For All You Younger Gardeners

For all you younger gardeners raising a family and requiring a good return on investment to justify your time, take advantage of the Fab Four of veggie production. Tomatoes, zucchini, pole beans and cucumbers all get planted one time in the spring, and you keep harvesting them all summer long. In fact the more you pick the more you get. They grow more quickly when picked small. Forget going on vacation 🙂 When you plant one carrot seed you get one carrot, but planting one tomato seed yields bushels of tomatoes. No one really knows how much zucchini a hill with three plants on it produces because some fruit hide under the massive leaves and become candidates for zucchini bread. Pole beans produce a steady flow of fruit right up until the nights start getting cold in anticipation of the first frost. Cucumbers also go on and on. Canning, freezing and pickling can be require to utilize all the harvest.

As long as you’re going to be watering a summer garden you might as well plant some winter squash. In my experience they are hardy, low maintenance and trouble free. A three inch layer of straw around the hill in the spring is the only love and care I give them. You can just forget about them until the fall frost kills all the leaves and you can walk around the garden counting the fruit. I’ve always needed a wheelbarrow to make several trips up to the house with the harvest. Spaghetti squash and Hubbard squash are big producers yielding twenty fruits per hill. Keeping a continual application of fish emulsion on schedule can result in phenomenal performance, and give you neighborhood bragging rights. I’ve always enjoyed the way the vines grow out in all directions and travel so far from the hill. Stepping over them growing across the pathways makes you feel like a successful gardener.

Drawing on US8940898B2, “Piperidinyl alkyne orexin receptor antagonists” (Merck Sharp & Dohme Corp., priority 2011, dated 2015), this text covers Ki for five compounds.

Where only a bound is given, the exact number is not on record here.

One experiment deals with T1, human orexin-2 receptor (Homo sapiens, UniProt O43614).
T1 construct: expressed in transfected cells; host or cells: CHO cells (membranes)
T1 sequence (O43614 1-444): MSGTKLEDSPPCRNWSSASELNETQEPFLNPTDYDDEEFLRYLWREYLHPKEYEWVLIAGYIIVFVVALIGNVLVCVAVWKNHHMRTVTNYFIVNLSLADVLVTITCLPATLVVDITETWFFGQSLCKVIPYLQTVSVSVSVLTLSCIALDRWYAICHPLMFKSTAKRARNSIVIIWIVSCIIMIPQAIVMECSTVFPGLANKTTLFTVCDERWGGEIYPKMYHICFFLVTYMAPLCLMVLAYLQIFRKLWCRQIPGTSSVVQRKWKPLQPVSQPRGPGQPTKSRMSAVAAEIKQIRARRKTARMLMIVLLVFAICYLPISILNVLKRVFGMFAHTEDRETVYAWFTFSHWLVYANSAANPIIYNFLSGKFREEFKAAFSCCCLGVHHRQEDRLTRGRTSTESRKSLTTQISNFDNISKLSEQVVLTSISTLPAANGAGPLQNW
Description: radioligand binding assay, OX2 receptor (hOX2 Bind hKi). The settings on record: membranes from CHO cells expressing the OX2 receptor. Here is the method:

I looked under my garden waste burms to see if there were lots of slugs and sow bugs hiding and couldn’t find a one. There were lots of earthworms though, so I’ve started putting a new layer on top. The ground has risen up under them, creating raised beds, a benefit I had not anticipated. I don’t have enough garden waste this time of year to cover them all so they are getting coated with hay. The hay dries out quickly allowing you to kneel on them without knee pads. They are now a permanent fixture in the garden, as eye pleasing as the composted beds. Miscellaneous weeds, leaves and stalks can go under the hay, not on top. Composting garden waste without having to turn the compost pile is a bit of a revolutionary idea for me. I hope it catches on.

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